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Radio DJ quits over 'N' word song
A veteran radio DJ says his 32 year radio career is over after bosses "forced" him to quit because he accidentally played a song with the 'N' word in it.
David Lowe, 68, found himself in hot water after airing an 82-year-old version of The Sun Has Got His Hat On which featured the racial slur.
The BBC Radio Devon broadcaster apologised to officials at the station, based in Plymouth's Seymour Road, but he said it fell on deaf ears.
Boss Emma Clements reportedly told Mr Lowe while he had "properly" dealt with his mistake, she thought it would best for him to step aside.
After his exit, Mr Lowe claims he was asked to say he was pursuing other interests.
But he refused and made the reasons public through his website.
He wrote: "On April 27, I featured an 82-year-old recording, one I've heard hundreds of times over the years, and even featured occasionally on my programmes.
"Unbeknown to me, however, that recording by Ambrose & His Orchestra of The Sun Has Got His Hat On contains a line of lyric that includes one of today's forbidden English language expressions ... the N word.
"You've got to listen very carefully indeed to actually hear it. But, yes, it is there on the recording.
"I admitted my mistake immediately after listening closely to the 'offending' track.
"I then apologised to my BBC managers, and offered to apologise to the listeners at the beginning of, and again during, my programme on May 11. Alternatively, I offered to fall on my sword.
"I was (later) asked if I would agree to a BBC Devon News item announcing my 'departure to pursue other interests'.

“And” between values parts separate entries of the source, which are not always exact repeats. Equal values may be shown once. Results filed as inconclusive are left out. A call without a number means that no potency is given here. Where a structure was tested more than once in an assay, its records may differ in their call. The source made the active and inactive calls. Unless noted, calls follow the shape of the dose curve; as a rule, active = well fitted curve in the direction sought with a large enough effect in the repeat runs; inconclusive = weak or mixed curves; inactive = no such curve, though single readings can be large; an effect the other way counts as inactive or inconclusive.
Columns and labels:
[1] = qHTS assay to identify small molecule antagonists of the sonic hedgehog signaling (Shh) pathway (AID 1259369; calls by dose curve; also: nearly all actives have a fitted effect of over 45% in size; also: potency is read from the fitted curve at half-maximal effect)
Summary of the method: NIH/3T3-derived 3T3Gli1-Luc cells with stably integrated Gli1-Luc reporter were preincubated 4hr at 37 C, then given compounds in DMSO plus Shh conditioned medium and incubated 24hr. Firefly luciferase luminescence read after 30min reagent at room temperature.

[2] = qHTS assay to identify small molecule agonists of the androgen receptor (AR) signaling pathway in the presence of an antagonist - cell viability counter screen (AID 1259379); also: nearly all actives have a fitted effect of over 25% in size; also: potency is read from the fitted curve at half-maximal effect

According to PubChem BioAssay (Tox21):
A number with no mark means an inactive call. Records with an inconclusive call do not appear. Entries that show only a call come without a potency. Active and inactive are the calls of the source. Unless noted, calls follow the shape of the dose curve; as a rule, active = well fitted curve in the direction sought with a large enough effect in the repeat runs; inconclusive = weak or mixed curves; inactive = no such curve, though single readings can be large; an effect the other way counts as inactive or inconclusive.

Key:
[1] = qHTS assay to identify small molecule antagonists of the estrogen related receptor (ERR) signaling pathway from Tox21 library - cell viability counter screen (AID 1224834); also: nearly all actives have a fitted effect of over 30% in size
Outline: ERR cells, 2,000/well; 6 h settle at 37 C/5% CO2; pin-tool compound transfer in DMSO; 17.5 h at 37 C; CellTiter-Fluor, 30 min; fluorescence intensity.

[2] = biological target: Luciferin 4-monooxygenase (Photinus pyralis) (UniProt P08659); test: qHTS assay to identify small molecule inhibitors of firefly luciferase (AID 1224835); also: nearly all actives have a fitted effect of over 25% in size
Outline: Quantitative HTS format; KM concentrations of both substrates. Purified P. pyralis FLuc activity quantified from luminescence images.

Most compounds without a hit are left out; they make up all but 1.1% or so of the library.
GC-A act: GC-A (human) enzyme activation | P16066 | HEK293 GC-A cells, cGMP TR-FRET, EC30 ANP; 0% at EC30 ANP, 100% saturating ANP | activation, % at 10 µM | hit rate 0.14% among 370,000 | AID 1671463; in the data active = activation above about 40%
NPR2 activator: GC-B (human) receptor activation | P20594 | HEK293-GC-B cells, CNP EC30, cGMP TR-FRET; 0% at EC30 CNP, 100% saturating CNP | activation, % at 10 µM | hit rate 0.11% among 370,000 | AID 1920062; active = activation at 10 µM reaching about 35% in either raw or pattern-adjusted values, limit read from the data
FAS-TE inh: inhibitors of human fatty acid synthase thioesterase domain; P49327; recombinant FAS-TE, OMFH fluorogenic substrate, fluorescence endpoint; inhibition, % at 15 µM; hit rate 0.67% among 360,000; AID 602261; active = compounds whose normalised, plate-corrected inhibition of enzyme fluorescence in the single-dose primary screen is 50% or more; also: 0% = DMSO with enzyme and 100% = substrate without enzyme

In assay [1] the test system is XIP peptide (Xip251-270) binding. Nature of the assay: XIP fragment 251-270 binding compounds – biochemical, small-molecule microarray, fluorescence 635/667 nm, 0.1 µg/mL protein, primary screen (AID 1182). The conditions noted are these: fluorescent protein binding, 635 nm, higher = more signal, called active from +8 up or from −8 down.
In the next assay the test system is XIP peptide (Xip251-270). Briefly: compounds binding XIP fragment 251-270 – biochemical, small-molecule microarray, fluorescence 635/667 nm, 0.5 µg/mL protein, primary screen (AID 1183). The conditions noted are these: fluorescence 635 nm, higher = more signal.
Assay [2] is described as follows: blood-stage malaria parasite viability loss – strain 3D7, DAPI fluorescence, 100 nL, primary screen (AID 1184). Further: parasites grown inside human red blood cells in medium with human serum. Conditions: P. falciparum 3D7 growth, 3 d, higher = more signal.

"I respectfully declined the offer."
The BBC has offered him his job back.
However, he said he declined because his departure caused him so much stress and flared up a medical condition he suffers from.
He added: "I am partially disabled by Dystonic Tremor: a condition rooted in the central nervous system.
"To put it mildly, these past two weeks have played havoc with my tremor symptoms, and it's going to take quite some time for me to get back to where I was before this N-word issue blew-up ... if I ever do.
"I feel sure, therefore, most of you will understand that I now need to focus on recovering, as best I can, the limited dexterity I enjoyed before this regrettable episode began."
A BBC spokeswoman said the corporation admitted the discussion about Mr Lowe's future "could have been handled better" and said the "door remained open" should he want to return.
She added: " His offer to resign was agreed locally but once escalated it was decided his resignation should not have been accepted. David was initially invited early last week (Tues 6 May) to return to his show. He has declined and so we would like to thank him for his many years presenting on Radio Devon and wish him well for the future."
In the meantime hundreds of people have taken to social media to offer Mr Lowe their support.
Last month Top Gear presenter Jeremy Clarkson came under fire after video footage of him using the 'N' word emerged.
He was not sacked or suspended, but warned about his future conduct.